Date Assigned: Wednesday, June 25, in class
Content last revised: Wednesday, June 25
Due date extended: June 30
In this assignment you use your scanner to implement a recursive-descent parser that parses input conforming to the Toy Grammar.
Following the code outline given in the class notes, design, write, and thoroughly test the four Boolean C Language functions needed to parse the Toy Grammar with panic-mode error recovery.
Each of the four Boolean functions returns TRUE/FALSE according to whether parsing succeeds. If the topmost, root function returns FALSE, panic-mode recovery is used to move the input stream forward until after the next semi-colon, then parsing resumes (until end-of-file is found). The course notes give examples of how to code Boolean functions and panic-mode error recovery.
The four Boolean parsing functions are not part of the lexical analyser; they should be kept in a separate file (the Parser) or bundled into the file that contains main(). No new global variables or data structures are needed for this assignment.
You must enhance your scanner to recognize T_RPAR and T_LPAR left and right parentheses.
Parsing is a silent process. Without debugging statements to tell you what is happening, your Parser would produce no output except error messages.
For this assignment, add a debugging statement to the start of each of the four Boolean recursive-descent parsing functions. The debugging statement indicates the name of the function and the number of times it has been called so far. For the root non-terminal parsing function, also print the lexeme and line number of the first identifier found (the identifier to the left of the '=').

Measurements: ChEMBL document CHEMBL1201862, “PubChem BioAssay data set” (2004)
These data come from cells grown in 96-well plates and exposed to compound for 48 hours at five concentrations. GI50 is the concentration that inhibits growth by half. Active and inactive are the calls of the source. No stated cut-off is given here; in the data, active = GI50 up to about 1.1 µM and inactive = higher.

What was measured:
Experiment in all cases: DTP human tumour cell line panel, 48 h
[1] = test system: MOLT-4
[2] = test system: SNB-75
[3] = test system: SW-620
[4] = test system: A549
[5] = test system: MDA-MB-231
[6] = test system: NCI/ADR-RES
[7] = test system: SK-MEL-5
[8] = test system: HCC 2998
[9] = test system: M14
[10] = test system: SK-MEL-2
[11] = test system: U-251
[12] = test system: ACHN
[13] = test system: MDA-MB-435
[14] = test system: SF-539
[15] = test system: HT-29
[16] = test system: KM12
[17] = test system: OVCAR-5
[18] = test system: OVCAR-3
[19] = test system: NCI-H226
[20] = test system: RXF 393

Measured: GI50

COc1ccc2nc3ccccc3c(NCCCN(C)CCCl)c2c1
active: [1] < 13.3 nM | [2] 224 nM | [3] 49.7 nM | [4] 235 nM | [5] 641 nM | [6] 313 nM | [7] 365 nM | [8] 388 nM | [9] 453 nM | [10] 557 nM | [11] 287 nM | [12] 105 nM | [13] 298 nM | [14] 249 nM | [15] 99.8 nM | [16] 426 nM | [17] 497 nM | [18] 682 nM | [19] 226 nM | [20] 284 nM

Example: The program output should look something like this, only nicer:
Name: Ian Allen Input file: Assignment Four Data-1.txt Function Calls Line# Identifier ------------------------------------- assignment 1 15 foo expression 1 term 1 factor 1 term 2 factor 2 assignment 2 16 bar expression 2 term 3 factor 3 term 4 factor 4
At the beginning of each Lab period on the dates given above, I will give each Lab section the URL of a different large test input file. You must run the input file against your program and print and hand in one sheet of paper at the end of your Lab time with the following information cut-and-pasted on it:
If you don't know how to cut and paste output from your program into a single file to be printed, please learn how to do this before your Lab starts.
Keep your source code for this assignment (and all assignments this term). I will show you how to deposit your assignment source code into a directory on the Algonquin server when the server is ready. All assignment source code will be collected for analysis later in the term.
Ian D. Allen CST 8152 Home Page